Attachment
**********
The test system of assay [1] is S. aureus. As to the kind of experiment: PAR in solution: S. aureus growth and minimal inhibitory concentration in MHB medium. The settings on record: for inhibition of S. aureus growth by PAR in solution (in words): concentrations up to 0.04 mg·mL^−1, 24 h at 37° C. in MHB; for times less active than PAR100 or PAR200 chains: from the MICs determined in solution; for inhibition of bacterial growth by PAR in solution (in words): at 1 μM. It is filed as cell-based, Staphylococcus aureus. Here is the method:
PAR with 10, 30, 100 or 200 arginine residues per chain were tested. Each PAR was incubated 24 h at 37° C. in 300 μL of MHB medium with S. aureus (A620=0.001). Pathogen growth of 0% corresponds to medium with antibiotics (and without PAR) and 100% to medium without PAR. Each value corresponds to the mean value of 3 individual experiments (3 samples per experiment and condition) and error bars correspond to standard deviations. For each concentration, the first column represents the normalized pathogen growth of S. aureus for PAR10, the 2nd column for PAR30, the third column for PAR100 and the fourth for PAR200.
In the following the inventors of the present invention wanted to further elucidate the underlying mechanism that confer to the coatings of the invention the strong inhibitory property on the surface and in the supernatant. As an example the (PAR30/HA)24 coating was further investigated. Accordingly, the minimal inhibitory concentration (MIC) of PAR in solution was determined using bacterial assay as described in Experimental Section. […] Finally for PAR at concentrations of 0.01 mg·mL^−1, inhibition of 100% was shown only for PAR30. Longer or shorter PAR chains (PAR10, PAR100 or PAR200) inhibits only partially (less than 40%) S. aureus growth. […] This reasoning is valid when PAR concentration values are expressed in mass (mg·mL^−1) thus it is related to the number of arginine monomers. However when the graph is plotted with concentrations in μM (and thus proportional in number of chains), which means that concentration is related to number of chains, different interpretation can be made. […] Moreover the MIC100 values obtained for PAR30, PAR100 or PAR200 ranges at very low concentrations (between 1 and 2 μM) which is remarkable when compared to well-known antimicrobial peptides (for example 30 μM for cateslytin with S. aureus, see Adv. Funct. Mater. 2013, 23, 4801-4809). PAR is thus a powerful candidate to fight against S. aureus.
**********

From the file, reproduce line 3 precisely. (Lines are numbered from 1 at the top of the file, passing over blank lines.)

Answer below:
In the following the inventors of the present invention wanted to further elucidate the underlying mechanism that confer to the coatings of the invention the strong inhibitory property on the surface and in the supernatant. As an example the (PAR30/HA)24 coating was further investigated. Accordingly, the minimal inhibitory concentration (MIC) of PAR in solution was determined using bacterial assay as described in Experimental Section. […] Finally for PAR at concentrations of 0.01 mg·mL^−1, inhibition of 100% was shown only for PAR30. Longer or shorter PAR chains (PAR10, PAR100 or PAR200) inhibits only partially (less than 40%) S. aureus growth. […] This reasoning is valid when PAR concentration values are expressed in mass (mg·mL^−1) thus it is related to the number of arginine monomers. However when the graph is plotted with concentrations in μM (and thus proportional in number of chains), which means that concentration is related to number of chains, different interpretation can be made. […] Moreover the MIC100 values obtained for PAR30, PAR100 or PAR200 ranges at very low concentrations (between 1 and 2 μM) which is remarkable when compared to well-known antimicrobial peptides (for example 30 μM for cateslytin with S. aureus, see Adv. Funct. Mater. 2013, 23, 4801-4809). PAR is thus a powerful candidate to fight against S. aureus.